Review: The Red Gloves and Other Stories is a daring tip-toe through unfolding layers of mystery
As it smashed, light exploded: a scatter of glass… blinding dazzle of colour… festooned with glorious scarlet cloth, full of echoes of some great cry, ringing from roof to floor.”
The horror genre is one which a lot of readers approach with measured trepidation. But, when a writer presents horror in a pleasurable and benevolent manner, we must applaud such mastery. Each page of The Red Gloves and Other Stories is a daring tip-toe through unfolding layers of mystery, where one encounters menacing ghosts and a determined hare advancing vengefully through the nettles that flank the silver road. Along the way, we meet characters such as Sgilti Lightfoot and the red gloves; we also experience some of the hidden fantasies in a changing room. In this creative offering, Catherine Fisher holds up the mirror, that humanity may see itself transcending through realms.
With the certitude of an ancient sage, Fisher conjures worlds and alternate universes, pointing humanity to spaces beyond itself. She invokes the forces of the firmaments, the vagaries of the weather, myths, legends and magic, with salient messages that are the very informing principles behind the weaving of each tale. Horror in these plots becomes a tool of conveyance; taking off as an enigma and tapering off to the point of demystification. There is a point of initiation; where the reader is absorbed into the narrative, the reader becomes the characters; a state of literary quandary. This happens to be the point at which The Red Gloves and Other Stories draws me in; I am Sgilti, searching for light in an endless pit of darkness, groping through endless weavings of mystery, with nothing but a pounding in my heart! And did I find the globe and break darkness into beautiful dawn? You bet I did!
One might mistake “The Introduction” for an authorial intrusion, one that seems to suggest meanings and impose ideas. On the contrary, it offers historicity that enriches the imagination and opens up possibilities of interpretations. The nine plots derive their contextual undergirding from the unnumbered tenth story- “The Introduction”. “The Silver Road” weighs the love of half-brothers whose loyalties defy realities and dreams. The mythopoeic quality of Fisher’s storytelling confers epic status on the stories, as all the protagonists embark on emotional, psychological and physical trips. And while we journey with the half-brothers and Sgilti into the creepy dangers of other worlds, wading through thick unwinding shrubberies and brambles, we are again confronted by the mischief of vindictive red gloves and their blind sophistry and sophistication. Well, those must have ended up in a lacklustre charity shop with no mean destination, as their endless journey for comfort continues.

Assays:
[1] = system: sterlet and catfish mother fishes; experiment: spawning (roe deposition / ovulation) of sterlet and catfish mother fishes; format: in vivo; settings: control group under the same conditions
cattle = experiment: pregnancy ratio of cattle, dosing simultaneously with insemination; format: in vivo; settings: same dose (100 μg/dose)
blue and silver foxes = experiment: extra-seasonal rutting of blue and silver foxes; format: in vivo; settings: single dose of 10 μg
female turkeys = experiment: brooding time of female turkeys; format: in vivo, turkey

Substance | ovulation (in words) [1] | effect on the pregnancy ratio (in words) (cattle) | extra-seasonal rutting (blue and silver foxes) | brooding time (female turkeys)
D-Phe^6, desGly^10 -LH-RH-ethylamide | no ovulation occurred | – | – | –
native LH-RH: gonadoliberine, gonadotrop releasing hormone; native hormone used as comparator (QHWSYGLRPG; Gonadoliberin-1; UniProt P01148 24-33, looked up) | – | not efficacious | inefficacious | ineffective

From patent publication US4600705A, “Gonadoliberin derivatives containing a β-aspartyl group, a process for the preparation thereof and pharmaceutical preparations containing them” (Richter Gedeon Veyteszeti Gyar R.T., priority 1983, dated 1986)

Catherine Fisher’s mystical lucidity is apt― she invokes all the elements of matter and nature; water, air, fire, earth, wood, metal and much more, burrowing into the forage of the paranormal. The world of shape-shifters and the endless telekinesis become cinematic through its pages. And we naturally fall in love with the clairvoyance of kids as they navigate their emotions and fantasies, learning lessons of a lifetime and growing both in sensory and psychological terms, before our eyes. The reader must be grateful for these phenomenal adventures that merge the spheres of the living, the dead and the paranormal into a circle of life. The creative deployment of this inter-cosmic relationship is well-meaning, as the author implies; nothing comes from nothing, nothing happens for nothing.
Fisher’s words are like powerfully strung magical beads, a thousand pieces shattering and banging off a concrete floor, whispering, “Make of me what you wish”! There is unseen energy and frequency of inexplicable things; they all have roots knotted in mysteries that only curiosity can dare to unearth. And for once, the supposed horror characters are not calling for blood but restitution and redress; here lies the wit and genius of the text. Each page screams, “something is coming through… something is coming through…”, but the innocence and curiosity of these fictional boys and girls prevail. Catherine Fisher’s Red Gloves and Other Stories defies time and space, doling out lessons, and like the end of all works of literature, holding up “The Mirror”.
The Red Gloves and Other Stories is Published by Firefly Press and can be purchased here